Students 'crossed the line'
- 12 Aug 2020 at 09:47
- WRITER: NATTAYA CHETCHOTIROS, MONGKOL BANGPRAPA AND AEKARACH SATTABURUTH
- Level switch: Advanced
Young anti-government protesters flash the three-finger anti-coup sign during a rally at Thammasat University's Rangsit campus on Monday. (Photo by Apichit Jinakul)
The anti-government rally at Thammasat University on Monday night is thought to have risked offending the monarchy, sparking fears that it could trigger violent confrontations between the royalist movement and its opponents.
Comments made by protesters at the university's Rangsit Campus in Pathum Thani have potentially violated Section 112 of the Criminal Code, also known as the lese majeste law. Students announced a set of 10 demands which included changes in the country's highest institution, including Section 112 and royal prerogatives.
Prime Minister Prayut Chan-o-cha on Tuesday said that the government had been closely monitoring the situation and admitted he was worried about it. However, he refused to comment on the protesters' demands.
Meanwhile, Thammasat University on Tuesday issued a statement distancing itself from the rally and apologised for the rally that took place on its campus.
The university said that the organisers had asked for permission to hold the rally to push for their three original demands: constitutional amendments, the dissolution of the House and an end to the intimidation of critics of the government.
However, the university said that during the rally the protesters had acted and spoken beyond permitted bounds, particularly on issues which were delicate and sensitive to the feelings of the public at large.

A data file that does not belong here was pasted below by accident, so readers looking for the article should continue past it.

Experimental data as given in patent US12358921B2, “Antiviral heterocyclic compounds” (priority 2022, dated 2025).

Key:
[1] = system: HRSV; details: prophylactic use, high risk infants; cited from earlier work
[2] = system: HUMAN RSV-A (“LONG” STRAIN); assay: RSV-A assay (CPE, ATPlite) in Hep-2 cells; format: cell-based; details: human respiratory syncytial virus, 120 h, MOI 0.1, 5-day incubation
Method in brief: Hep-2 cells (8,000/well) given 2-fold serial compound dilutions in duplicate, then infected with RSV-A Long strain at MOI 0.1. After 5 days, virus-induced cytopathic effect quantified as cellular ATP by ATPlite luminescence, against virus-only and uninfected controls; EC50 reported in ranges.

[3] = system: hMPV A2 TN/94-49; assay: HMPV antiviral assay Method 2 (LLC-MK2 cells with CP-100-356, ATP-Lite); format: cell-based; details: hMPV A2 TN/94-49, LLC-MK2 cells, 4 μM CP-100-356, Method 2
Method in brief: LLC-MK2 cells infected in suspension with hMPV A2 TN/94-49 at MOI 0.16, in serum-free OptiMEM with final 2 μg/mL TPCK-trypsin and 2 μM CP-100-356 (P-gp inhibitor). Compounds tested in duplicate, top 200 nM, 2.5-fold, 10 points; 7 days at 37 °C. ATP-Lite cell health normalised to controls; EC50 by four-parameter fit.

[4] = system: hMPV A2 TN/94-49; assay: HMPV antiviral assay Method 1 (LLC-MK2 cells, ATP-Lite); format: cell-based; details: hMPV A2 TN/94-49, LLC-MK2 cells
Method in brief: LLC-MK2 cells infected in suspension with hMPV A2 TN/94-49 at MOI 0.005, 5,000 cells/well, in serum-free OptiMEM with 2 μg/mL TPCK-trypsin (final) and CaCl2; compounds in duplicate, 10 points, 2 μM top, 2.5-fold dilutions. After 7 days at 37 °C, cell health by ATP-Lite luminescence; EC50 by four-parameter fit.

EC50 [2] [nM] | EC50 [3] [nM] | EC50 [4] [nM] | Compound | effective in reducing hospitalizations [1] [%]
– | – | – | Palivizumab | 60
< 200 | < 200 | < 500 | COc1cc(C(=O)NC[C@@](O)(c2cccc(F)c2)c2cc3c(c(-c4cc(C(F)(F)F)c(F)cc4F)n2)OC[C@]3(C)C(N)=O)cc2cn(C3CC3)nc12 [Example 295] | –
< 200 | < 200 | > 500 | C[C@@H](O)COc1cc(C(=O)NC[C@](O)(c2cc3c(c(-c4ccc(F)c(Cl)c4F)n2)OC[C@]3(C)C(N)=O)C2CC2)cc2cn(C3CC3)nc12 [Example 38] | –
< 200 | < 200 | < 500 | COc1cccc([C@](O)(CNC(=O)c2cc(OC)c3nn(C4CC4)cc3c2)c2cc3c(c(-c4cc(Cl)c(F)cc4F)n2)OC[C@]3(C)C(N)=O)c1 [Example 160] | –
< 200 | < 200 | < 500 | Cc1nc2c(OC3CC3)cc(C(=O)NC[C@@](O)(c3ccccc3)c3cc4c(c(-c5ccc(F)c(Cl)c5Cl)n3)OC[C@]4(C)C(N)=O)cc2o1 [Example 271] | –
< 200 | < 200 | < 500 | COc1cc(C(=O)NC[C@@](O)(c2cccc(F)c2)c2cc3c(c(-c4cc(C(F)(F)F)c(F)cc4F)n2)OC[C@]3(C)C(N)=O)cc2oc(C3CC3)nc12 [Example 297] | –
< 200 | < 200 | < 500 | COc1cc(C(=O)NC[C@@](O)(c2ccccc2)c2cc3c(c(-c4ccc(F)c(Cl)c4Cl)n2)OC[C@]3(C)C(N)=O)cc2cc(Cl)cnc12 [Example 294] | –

Police will take legal action against all involved, particularly those who are not Thammasat University students. The university says it is willing to cooperate and ensure justice for all sides.
The university has also banned political activities that risk violating the law.
Senator Kamnoon Sidhisamarn told parliament that the demands made by protesters during the rally were unprecedented and their comments were the most violent he'd ever heard.
"This risks triggering the repeat of the Oct 6, 1976 incident, which caused a deep wound that would be passed on to future generations. Parliament should serve as a forum to find a solution before the Oct 6, 1976 incident repeats itself," Mr Kamnoon said.
On Oct 6, 1976, soldiers, police and members of far-right groups surrounded the Thammasat University campus in Tha Prachan and killed scores of student activists who had gathered to oppose the return of Field Marshal Thanom Kittikachorn, who was overthrown and fled the country after the October 1973 uprising.